NYTimes’ David Pogue likes 2 features of “Tiger” enough to give it the tumbs up.
But with apologies to Mac-bashers everywhere, Spotlight changes everything. Tiger is the classiest version of Mac OS X ever and, by many measures, the most secure, stable and satisfying consumer operating system prowling the earth.
On iChat AV:
Mac OS X’s built-in programs have been upgraded, too. Of these, iChat AV, which permits free audio and video phone calls over the Internet, is the most spectacular. Up to 10 people can join a single audio conversation. And as long as one of the participants has a G5 Macintosh, four Tigered people with fast Internet connections can have a full-screen video chat. Your three partners, wherever they happen to be in the world, appear on three vertical panels, gorgeously reflected on a shiny black table surface. It may remind you of the flat, spinning panels that imprisoned the trio of villains at the end of “Superman II.” But it’s a jaw-dropping visual stunt that can bring distant collaborators face-to-face without plane tickets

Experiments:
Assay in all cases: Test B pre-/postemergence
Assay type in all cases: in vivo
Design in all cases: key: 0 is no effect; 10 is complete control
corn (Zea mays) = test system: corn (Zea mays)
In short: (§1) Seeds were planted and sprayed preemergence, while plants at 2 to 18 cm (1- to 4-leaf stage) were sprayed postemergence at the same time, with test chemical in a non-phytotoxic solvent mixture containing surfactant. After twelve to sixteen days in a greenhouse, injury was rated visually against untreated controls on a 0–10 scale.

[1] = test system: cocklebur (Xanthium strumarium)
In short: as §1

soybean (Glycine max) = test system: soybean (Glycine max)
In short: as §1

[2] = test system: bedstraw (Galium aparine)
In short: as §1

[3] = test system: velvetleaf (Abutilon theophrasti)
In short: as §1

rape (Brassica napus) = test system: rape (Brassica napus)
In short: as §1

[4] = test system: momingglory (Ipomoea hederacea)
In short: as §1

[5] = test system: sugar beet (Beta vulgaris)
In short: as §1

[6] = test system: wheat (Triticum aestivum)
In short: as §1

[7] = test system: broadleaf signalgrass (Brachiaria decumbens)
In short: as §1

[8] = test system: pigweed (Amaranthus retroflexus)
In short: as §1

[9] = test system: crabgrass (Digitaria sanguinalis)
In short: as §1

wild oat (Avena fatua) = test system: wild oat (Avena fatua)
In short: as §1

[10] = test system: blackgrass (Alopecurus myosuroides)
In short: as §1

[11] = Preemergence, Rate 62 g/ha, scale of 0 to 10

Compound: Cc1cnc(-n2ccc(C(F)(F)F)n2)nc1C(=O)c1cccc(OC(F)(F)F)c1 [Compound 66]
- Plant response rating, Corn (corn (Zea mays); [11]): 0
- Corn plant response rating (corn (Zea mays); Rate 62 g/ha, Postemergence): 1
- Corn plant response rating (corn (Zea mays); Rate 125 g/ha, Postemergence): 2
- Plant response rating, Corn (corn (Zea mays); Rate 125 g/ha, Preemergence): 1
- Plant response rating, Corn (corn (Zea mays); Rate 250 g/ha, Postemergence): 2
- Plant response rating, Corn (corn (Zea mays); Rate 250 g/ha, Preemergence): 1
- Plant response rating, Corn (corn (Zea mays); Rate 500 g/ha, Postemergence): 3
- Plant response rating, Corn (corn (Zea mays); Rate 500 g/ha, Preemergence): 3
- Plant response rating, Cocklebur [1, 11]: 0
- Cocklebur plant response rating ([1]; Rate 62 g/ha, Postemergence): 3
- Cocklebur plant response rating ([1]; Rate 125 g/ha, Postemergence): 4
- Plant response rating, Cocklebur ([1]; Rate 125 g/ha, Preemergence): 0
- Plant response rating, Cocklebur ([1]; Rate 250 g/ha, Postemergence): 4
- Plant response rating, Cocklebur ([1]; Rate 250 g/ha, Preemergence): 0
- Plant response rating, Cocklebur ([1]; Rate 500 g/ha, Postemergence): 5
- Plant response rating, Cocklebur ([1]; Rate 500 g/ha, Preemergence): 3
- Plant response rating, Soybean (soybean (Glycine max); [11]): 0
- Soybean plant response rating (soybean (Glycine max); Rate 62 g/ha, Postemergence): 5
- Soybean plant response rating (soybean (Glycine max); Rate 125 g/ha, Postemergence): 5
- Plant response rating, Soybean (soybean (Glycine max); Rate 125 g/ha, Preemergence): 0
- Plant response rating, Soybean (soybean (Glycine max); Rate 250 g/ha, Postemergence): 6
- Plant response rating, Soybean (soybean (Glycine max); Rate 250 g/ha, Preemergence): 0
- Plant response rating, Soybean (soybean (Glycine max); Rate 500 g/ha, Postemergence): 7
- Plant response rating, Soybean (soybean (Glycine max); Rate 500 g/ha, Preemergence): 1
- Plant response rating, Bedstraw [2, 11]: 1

On the other 198 features:
The rest of the 200 features don’t fall into any one visionary category; they’re an assortment of tweaks and upgrades that pile up like something out of Gilbert and Sullivan
Watching his little funny video stories is usally worth the trip, too. If we could only figure out why the NYTimes doesn’t use QuickTime to let you see them…